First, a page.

Plot hole: Bomb squad vehicles are present at the airport when the plane lands. There is no bomb disposal unit in Goose. If one is needed it has to come from two provinces away - travel time by vehicle, in March, going flat out: minimum 20 hours + a 2.5 hr ferry trip. Not to mention that the markings on said vehicles are American: transportation of those vehicles from the US wouldn't have been any easier than from Canada, on the contrary, so again, they wouldn't have had the time to bring them over.
Plot hole: The whole concept of a kidnapper 'pretending' his victim didn't get on the plane in the first place is utterly laughable. Even if nobody saw her in her seat, why didn't they see her walking down the aisle to her seat, or waiting to board the plane, or in the boarding tunnel itself? Why isn't she listed on the passenger manifest, or on her mother's travel documents or airline ticket? And there would have been security cameras all over the airport.
Plot hole: Along with the $50 million, one of "Kyle's demands" from Carson is that the FBI provide "her" with a Gulfstream III plane, which is presumably which he plans to escape on. This is actually the stupidest mistake he might have made. If his plan had succeeded in framing Kyle and having her holding the detonator in her hand dead, he wouldn't just allowed to leave like that, mostly because with the threat over the plane would have been withdrawn. His $50 million might have been withdrawn too, if his account wasn't protected.
Plot hole: The hijackers somehow know who Kyle is, and what her job is, and what kind of family she has even though Kyle doesn't appear to have known them prior to meeting them on the plane. The only time she met the morgue director was at the beginning of the movie when she went to see her husband's body before deciding to board the plane, so there is no way they could have known who Kyle was, and that she had a husband, and an only child, for a whole host of reasons. Firstly, the information about passenger plane designers is protected by very tight security to keep people from having access to to it. Secondly, passenger plane designers are secretive people who don't speak publicity about their jobs. Thirdly, passenger plane designers rarely interact with Air Marshals, and flight attendants, as they all work in different places. These three reasons I mentioned are to keep people from learning about avionics engineers, and their families in order to prevent the exact thing the hijackers were the trying to do - framing an avionics engineer.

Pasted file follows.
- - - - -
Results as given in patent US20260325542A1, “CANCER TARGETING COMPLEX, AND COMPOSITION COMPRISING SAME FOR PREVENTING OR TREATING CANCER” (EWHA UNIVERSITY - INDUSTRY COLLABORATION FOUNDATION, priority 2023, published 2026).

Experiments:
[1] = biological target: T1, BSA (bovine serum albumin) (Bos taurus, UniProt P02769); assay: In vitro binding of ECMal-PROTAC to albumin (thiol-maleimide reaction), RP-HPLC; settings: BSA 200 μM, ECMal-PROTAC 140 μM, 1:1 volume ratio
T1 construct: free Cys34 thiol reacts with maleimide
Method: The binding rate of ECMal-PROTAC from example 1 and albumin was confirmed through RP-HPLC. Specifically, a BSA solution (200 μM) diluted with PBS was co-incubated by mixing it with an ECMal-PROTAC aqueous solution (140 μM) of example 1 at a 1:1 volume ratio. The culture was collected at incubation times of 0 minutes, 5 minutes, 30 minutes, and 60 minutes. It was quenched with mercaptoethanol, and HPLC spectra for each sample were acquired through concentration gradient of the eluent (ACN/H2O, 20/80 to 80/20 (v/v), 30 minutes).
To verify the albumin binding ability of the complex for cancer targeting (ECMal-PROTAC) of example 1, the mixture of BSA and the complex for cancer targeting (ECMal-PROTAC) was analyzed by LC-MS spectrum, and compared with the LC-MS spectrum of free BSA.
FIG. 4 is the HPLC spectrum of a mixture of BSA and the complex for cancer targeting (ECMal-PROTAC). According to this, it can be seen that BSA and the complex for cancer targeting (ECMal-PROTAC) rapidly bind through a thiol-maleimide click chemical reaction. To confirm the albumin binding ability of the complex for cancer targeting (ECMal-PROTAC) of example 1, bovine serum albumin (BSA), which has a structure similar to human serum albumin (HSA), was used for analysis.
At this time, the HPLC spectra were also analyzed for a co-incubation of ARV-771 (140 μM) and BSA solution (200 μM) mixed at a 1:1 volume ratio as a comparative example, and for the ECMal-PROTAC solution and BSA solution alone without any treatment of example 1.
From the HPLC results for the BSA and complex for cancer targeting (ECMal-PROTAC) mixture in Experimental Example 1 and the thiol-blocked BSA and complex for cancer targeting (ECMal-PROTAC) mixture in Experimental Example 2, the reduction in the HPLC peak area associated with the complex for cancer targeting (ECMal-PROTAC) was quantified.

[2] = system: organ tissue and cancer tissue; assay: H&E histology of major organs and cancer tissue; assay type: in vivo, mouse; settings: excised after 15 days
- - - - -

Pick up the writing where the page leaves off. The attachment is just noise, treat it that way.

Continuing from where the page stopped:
Plot hole: Carson states to the captain that Kyle is a "hijacker" and is threatening to blow up the plane unless they transfer $50 million to an account (which we don't see.) He also tells the captain that she refuses to negotiate, and to agree to the ransom without speaking to her. This takes us far more than suspension of belief that the captain would not question about the detonator or other specifics. Therefore, it is very unrealistic that Carson could have predicted the captain would have agreed to the ransom simply because he thinks the captain would immediately trust an Air Marshall's word, not to mention that Carson shows no evidence of Kyle being a "hijacker" when that could be helpful in his plan whatsoever. He also never counts on the fact if the captain actually didn't move the money to the account when he said he did over the phone.
Plot hole: Kyle thinks to mention to Carson, who is actually the hijacker, of why there is only one coffin and not two if her daughter died. So, why didn't she mention this to the captain as well? She had a chance to when she passed by him as she was being brought back to her seat by Carson.
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